Low Rental Supply is Pushing Up Rents

US Single-Family Rents Up 3% Year Over Year in September

By Molly Boesel Housing Affordability, Property Rental

  • Rents for lower-priced homes increased faster than those of higher-priced homes in September compared with a year earlier.
  • Rent increases were highest in the Southwest, with Phoenix and Las Vegas coming out on top.
  • Rent increases accelerated in Seattle.

U.S. single-family rents increased 3% year over year in September 2019, the same rate of increase seen in September 2018, according to the CoreLogic Single-Family Rent Index (SFRI). The index measures rent changes among single-family rental homes, including condominiums, using a repeat-rent analysis to measure the same rental properties over time. Single-family rents started climbing steadily in 2010, and have stabilized at around 3% since early 2019.  

Using the rent index to analyze specific price tiers reveals important differences. Figure 1 shows that the index’s overall growth in September 2019 was propped up by low-end rentals, defined as properties with rents 75% or less of a region’s median rent. Rents on lower-priced rental homes increased 3.8% year over year and rents for higher-priced homes, defined as properties with rents more than 125% of the regional median rent, increased 2.9% year over year. Comparing this September with September 2018, the pace of annual rent growth for lower-priced rental homes remained steady and the pace of rent growth for higher-priced homes increased by 0.4 percentage points.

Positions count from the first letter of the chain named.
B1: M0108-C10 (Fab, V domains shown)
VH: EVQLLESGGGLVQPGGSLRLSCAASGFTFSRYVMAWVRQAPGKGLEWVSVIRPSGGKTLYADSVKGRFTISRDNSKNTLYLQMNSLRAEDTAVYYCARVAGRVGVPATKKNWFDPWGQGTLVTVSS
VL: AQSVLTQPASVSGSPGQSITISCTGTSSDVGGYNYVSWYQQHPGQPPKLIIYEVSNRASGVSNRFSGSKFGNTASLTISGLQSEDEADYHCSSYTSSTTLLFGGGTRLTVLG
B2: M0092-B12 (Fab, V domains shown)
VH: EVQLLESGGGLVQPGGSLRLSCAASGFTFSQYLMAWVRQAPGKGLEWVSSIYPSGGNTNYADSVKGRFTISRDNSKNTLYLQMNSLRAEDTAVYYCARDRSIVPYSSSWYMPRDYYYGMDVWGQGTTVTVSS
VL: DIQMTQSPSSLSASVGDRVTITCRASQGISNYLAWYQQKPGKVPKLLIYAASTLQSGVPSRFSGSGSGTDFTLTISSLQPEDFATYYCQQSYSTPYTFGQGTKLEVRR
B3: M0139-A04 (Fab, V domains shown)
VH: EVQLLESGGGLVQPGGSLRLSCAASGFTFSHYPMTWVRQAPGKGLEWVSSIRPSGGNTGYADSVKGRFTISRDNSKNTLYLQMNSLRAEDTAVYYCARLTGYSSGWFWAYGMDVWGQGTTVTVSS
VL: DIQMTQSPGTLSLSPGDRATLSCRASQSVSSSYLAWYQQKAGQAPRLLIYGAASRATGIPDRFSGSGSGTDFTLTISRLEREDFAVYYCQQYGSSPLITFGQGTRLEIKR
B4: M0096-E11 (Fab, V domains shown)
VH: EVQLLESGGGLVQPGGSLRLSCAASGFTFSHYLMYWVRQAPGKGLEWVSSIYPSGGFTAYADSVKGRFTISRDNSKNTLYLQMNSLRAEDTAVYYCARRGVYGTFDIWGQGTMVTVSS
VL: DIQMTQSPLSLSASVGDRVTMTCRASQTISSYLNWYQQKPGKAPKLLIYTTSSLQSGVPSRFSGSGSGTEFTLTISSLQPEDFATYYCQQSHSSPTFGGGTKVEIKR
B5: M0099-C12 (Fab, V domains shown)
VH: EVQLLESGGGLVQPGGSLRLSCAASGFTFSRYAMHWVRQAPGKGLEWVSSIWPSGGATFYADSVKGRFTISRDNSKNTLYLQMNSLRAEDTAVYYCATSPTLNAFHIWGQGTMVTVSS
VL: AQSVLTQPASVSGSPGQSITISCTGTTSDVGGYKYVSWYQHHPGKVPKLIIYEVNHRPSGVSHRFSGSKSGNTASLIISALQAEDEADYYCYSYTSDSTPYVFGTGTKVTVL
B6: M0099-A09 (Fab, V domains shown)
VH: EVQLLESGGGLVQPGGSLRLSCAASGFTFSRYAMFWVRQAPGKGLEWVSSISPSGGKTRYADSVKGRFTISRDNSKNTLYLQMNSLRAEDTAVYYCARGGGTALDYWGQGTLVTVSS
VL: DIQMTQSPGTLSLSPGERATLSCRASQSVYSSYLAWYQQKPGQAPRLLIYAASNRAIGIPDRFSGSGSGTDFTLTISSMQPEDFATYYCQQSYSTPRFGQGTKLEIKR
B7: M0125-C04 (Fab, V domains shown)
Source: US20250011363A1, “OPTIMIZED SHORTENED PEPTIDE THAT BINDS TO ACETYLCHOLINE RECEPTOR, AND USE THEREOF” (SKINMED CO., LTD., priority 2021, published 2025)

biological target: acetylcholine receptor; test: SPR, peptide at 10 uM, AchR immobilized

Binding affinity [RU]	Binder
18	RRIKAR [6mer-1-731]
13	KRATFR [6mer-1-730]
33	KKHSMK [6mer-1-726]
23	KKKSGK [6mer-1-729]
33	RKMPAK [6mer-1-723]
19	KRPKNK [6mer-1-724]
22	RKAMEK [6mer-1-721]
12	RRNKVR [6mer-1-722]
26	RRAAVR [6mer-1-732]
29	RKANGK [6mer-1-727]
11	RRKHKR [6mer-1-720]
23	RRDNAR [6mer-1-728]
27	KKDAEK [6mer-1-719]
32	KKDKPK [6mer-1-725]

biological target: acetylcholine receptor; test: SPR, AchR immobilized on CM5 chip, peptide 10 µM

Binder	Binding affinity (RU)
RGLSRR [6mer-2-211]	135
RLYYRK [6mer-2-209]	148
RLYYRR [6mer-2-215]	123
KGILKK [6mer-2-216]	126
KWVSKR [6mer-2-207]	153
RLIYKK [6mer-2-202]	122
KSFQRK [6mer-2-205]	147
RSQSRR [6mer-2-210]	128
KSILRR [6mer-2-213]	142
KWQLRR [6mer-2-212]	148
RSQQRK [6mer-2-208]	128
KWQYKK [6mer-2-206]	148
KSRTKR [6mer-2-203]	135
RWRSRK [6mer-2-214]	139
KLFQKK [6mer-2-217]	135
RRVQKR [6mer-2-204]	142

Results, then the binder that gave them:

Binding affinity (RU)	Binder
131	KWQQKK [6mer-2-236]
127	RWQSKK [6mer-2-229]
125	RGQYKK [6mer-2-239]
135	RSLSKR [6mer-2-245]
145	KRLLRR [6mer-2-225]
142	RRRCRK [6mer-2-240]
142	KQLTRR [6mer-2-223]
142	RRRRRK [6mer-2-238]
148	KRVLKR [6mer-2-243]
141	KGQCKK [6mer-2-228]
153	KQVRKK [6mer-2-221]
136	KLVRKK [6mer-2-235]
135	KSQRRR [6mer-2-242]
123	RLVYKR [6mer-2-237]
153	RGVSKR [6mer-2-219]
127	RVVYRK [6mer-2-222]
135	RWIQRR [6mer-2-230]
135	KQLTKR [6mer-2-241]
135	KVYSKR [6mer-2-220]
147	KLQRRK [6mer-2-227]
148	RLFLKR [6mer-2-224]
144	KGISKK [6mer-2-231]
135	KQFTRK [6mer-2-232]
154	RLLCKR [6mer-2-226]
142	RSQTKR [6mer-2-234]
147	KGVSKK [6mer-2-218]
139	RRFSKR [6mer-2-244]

National Single-Family Rent Index Year-Over-Year

 

Rent growth varies significantly across metro areas[1]. Figure 2 shows the year-over-year change in the rental index for 20 large metropolitan areas in September 2019. For the tenth consecutive month, Phoenix had the highest year-over-year rent growth this September with an increase of 6.7%, followed by Las Vegas (+5.8%) and Seattle (+5.5%). Miami had the lowest rent growth in September, increasing by 1% from the prior year. Tight rental supply is pushing up rents in Phoenix. According to the U.S. Census Bureau Housing Vacancy Survey[2], Phoenix had the largest decrease in rental vacancy rates among large metros in the third quarter of 2019. Orlando had the largest deceleration in rent growth in September, showing annual rent growth of 2.2 percentage points lower than in September 2018. Seattle had the largest acceleration in rent growth in September, with rents increasing 4.7 percentage points faster than in September 2018. This resurgence in rent increases lifted Seattle from one of the areas with lowest rent increases to the number three spot.

Figure 2

 [1] Metro areas used in this report are Metropolitan Statistical Areas and Metropolitan Divisions where available. The SFRI is computed for 75 metros.

[2] Survey results can be found at https://www.census.gov/housing/hvs/data/rates.html

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